Connect with us

Buffer stage

Discussion in 'Electronic Design' started by [email protected], Jan 10, 2009.

Scroll to continue with content
  1. Guest

    with your help, i've designed an opamp folded cascode with a fixed
    capacitive i want to make an output (mosfet) stage voltage
    follower-voltage follower....My output stage is composed by 2 voltage
    follower output transistor, each of them piloted by a mosfet current
    source (or sink) and a common drain...the gate of the 2 common drain
    are connected to folded cascode's capacitive load. I don't understand
    a strange problem that i've found.
    1)If, before to connect output stage to folded cascode,i connect an
    ideal ac source to buffer stage and an output load, i obtain the
    desidered output stage's pole frequency
    2)if i connect folded cascode's load (instead ac source), buffer pole
    has a lower frequency (folded cascode pole is unchanged)
  2. MooseFET

    MooseFET Guest

    It sounds like the input capacitance of the buffer stage is big enough
    to matter.
  3. Guest

    It sounds like the input capacitance of the buffer stage is big enough
    How input capacitance can modifiy output pole?
  4. Guest

    It is presenting a capacitive load on the high impedance point of the
    folded cascode (output), shifting the pole. I assume you mean the Bode
    response of the amp+buffer is difference from the amp alone.
  5. Guest

    It is presenting a capacitive load on the high impedance point of
    No, i have an output buffer with capacitive load: if this output
    buffer is not connected to folded cascode, it presents the right pole;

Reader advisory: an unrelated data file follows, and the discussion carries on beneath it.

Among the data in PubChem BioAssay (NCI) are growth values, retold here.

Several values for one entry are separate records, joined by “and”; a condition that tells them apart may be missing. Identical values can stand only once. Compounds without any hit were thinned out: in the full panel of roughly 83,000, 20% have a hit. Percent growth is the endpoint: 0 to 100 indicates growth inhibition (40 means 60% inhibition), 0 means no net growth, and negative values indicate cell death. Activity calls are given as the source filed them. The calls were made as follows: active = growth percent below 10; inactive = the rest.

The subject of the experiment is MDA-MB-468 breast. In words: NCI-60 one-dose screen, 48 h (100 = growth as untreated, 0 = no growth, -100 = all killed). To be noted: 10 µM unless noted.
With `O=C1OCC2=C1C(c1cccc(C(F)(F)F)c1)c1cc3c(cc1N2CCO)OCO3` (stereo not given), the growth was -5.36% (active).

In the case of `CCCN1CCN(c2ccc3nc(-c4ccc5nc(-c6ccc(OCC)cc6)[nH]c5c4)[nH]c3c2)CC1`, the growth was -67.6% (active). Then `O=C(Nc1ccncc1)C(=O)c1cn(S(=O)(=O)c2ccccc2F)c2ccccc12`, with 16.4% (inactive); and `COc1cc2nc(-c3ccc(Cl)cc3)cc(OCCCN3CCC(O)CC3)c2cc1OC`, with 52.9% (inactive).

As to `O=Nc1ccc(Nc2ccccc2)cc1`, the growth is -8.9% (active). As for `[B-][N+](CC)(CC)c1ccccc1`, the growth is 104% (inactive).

if instead is connected to folded cascode with its capacitive load,
    the buffer's output pole has a lower value (the output pole of folded
    cascode is the same with or without buffer stage). I don't understand
    how input capacitance can vary buffer's output pole....
    thanks for the help
  6. MooseFET

    MooseFET Guest

    Have you tried driving the buffer with a high impedance of some other
    type? Your buffer stage likely has a feedback from the output node to
    the input. The situation may look something like this:

    ! !
    ! ---- !
    ---!+ \ !
    ! GM OO---++---
    ---!- / ! !
    ! ---- ! --- Cload
    --------------- ---

    With a zero value for Z, the pole position is controlled by the
    resistance of GM and Cload forming a simple time constant. With non-
    zero Z, the non-inverting input of the GM has a smaller signal on it
    and hence the GM appears to be a higher impedance.
  7. Guest

    Well, lets try to parse this.
    OK, just who exactly has this pole, i.e. the buffer itself? And if it
    is in the right hand plane, why bother attaching it to the cascode?

    This in itself seems unlikely since the buffer must present a bit of
    capacitance to the folded cascode, which should move the poles of the
    folded cascode a detectable but perhaps not significant amount.

    I don't understand
    Not seeing this buffer, I am assuming you go up a Pfet and down a
    Nfet. The fets have gate to source capacitance. Put them in a string
    (source of Pfet drives gate of Nfet) and connect the capacitive load,
    and you have capacitors in a string. CGS of P fet connects to CGS of
    Nfet connects to load capacitance. Hence the buffer has some inherent
    feedback path. Generally the buffer is of sufficient transconductance
    (at the output stage) that the feedback path is not significant, i.e.
    the dominant pole of the folded cascode would provide stability.
    Perhaps you need more current in the buffer output stage.
Ask a Question
Want to reply to this thread or ask your own question?
You'll need to choose a username for the site, which only take a couple of moments (here). After that, you can post your question and our members will help you out.
Electronics Point Logo
Continue to site
Quote of the day